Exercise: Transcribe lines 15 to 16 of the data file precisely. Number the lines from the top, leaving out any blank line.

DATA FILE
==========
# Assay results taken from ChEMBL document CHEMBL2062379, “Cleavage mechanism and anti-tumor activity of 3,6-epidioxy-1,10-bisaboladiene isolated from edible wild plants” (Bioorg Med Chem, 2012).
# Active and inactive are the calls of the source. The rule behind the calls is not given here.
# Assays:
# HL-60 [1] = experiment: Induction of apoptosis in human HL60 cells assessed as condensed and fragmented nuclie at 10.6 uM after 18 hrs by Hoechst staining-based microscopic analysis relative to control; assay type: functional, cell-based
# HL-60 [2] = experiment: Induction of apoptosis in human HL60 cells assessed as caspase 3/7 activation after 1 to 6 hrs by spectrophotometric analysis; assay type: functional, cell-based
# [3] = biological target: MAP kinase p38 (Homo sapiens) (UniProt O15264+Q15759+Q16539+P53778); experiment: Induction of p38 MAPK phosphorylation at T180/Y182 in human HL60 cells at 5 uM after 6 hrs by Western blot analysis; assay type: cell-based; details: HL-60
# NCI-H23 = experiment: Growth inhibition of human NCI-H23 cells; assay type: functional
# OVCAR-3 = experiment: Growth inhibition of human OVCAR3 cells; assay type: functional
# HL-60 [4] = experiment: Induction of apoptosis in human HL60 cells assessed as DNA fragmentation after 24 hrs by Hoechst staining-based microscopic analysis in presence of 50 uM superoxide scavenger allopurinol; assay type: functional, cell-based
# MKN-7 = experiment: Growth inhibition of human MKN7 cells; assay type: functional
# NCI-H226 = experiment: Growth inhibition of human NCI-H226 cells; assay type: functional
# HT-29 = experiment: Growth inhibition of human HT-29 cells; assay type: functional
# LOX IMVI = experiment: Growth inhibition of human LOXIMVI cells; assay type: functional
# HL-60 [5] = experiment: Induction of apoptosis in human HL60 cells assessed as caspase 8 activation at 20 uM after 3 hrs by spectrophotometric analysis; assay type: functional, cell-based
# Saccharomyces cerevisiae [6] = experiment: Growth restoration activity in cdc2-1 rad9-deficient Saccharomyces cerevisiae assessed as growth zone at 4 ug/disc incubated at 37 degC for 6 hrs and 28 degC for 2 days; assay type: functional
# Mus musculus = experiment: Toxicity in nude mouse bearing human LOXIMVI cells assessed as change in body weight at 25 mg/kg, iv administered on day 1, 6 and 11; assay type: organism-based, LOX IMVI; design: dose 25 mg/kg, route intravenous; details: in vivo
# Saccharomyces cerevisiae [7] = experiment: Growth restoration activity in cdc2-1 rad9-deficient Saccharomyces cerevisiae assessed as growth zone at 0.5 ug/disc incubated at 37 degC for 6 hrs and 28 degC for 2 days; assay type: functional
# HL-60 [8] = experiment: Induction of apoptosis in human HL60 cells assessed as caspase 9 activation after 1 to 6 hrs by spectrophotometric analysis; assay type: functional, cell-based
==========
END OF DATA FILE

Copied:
# Saccharomyces cerevisiae [6] = experiment: Growth restoration activity in cdc2-1 rad9-deficient Saccharomyces cerevisiae assessed as growth zone at 4 ug/disc incubated at 37 degC for 6 hrs and 28 degC for 2 days; assay type: functional
# Mus musculus = experiment: Toxicity in nude mouse bearing human LOXIMVI cells assessed as change in body weight at 25 mg/kg, iv administered on day 1, 6 and 11; assay type: organism-based, LOX IMVI; design: dose 25 mg/kg, route intravenous; details: in vivo